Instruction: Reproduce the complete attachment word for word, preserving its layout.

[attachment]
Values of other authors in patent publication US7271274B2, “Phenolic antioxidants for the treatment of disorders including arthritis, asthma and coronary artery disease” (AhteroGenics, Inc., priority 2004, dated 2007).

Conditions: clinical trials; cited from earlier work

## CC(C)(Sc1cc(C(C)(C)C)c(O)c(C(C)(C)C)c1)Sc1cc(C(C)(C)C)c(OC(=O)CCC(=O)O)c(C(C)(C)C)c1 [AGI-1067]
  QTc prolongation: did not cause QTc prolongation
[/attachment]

Values of other authors in patent publication US7271274B2, “Phenolic antioxidants for the treatment of disorders including arthritis, asthma and coronary artery disease” (AhteroGenics, Inc., priority 2004, dated 2007).

Conditions: clinical trials; cited from earlier work

## CC(C)(Sc1cc(C(C)(C)C)c(O)c(C(C)(C)C)c1)Sc1cc(C(C)(C)C)c(OC(=O)CCC(=O)O)c(C(C)(C)C)c1 [AGI-1067]
  QTc prolongation: did not cause QTc prolongation